Now, President Obama is offering his own budget plan. Basically, it's yet another attempt at a "Grand Bargain" of more far reaching tax reform... And a "chained CPI" benefit cut to Social Security. Wait, WHAT?! Greg Sargent has more details.

At a certain level, this shouldn’t surprise anybody. On entitlements, Obama is merely reiterating what he’s previously offered John Boehner, and it has long been clear that this offer is still on the table. Many liberals have long suspected that Obama actively wants to cut entitlements. So here is my understanding of White House thinking on why a Grand Bargain is a good outcome.

Obama and his advisers don’t necessarily view Chained CPI as good policy. But they think a Grand Bargain is ultimately a better outcome than continued sequestration, and the only way to the former is to peel off individual Republicans who are open to new revenues. They believe a Grand Bargain is good for Democrats in general, because it essentially would lock in a medium-term agreement over core disputes —about the safety net and about the size of government, and who should pay for it —that have produced a debilitating stalemate in Washington.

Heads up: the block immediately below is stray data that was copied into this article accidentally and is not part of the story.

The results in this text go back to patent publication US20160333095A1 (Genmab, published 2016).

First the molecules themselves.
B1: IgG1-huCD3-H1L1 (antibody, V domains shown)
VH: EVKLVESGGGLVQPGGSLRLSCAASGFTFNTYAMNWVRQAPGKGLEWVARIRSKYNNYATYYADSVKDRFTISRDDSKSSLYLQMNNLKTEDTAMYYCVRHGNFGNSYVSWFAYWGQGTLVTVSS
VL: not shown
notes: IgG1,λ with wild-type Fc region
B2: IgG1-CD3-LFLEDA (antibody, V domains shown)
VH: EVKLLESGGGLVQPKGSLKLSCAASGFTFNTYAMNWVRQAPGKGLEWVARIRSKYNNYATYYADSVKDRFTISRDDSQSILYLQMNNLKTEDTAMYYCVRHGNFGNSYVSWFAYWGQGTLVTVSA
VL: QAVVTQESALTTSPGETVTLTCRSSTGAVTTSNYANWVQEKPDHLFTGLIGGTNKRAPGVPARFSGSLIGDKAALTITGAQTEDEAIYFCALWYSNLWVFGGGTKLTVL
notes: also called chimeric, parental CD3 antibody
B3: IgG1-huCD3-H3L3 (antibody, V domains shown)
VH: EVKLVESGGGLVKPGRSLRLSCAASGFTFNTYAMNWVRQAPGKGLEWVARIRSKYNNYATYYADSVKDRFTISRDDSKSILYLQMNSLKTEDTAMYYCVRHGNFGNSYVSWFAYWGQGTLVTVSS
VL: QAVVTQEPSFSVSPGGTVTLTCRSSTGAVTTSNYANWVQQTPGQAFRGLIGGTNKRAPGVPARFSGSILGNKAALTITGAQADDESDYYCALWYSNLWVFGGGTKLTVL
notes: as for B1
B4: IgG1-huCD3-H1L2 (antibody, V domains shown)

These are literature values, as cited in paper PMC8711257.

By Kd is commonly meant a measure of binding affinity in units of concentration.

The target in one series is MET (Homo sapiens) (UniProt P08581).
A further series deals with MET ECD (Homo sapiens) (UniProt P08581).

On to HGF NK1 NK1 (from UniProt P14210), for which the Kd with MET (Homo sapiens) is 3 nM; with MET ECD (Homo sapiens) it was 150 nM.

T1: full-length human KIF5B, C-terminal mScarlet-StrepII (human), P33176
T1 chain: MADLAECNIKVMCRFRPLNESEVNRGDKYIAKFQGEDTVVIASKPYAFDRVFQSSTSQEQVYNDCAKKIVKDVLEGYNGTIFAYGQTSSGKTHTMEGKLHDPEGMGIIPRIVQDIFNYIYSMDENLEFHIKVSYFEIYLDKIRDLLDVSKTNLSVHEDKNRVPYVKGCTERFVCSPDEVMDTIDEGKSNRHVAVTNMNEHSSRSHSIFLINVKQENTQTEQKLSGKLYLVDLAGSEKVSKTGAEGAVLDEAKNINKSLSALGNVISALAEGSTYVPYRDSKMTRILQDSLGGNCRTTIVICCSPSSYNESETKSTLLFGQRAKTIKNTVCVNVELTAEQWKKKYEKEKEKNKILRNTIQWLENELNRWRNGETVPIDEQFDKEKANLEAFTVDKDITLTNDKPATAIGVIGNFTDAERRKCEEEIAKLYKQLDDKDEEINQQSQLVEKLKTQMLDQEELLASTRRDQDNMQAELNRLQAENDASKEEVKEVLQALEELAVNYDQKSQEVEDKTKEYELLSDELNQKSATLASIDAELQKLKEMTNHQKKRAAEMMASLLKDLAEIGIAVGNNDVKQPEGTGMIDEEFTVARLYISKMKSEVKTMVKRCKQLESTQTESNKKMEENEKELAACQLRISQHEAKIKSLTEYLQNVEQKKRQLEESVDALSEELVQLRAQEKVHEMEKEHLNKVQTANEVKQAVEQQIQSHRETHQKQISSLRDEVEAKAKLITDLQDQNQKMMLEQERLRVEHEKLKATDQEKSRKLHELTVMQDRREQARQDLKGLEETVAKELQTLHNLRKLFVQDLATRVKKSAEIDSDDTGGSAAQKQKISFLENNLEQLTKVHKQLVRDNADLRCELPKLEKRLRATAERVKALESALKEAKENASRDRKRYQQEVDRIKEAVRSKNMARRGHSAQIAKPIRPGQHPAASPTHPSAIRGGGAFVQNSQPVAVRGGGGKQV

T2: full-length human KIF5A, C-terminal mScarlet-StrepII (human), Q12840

Yes, Republicans would continue railing about government spending, the thinking goes, but no one would listen, since they would have already endorsed a deal stabilizing the deficit. This would deprive Republicans of the ability to focus attention on one of their core targets —Big Government —as a way to avoid grappling with other issues, such as jobs and long-term middle class economic security, immigration, guns, and perhaps even climate change. Reaching a deal on the deficit will force Republicans to confront those problems more directly and to choose between real cooperation on them or continue to calcify as a hidebound, reactionary party incapable of addressing major challenges facing the country.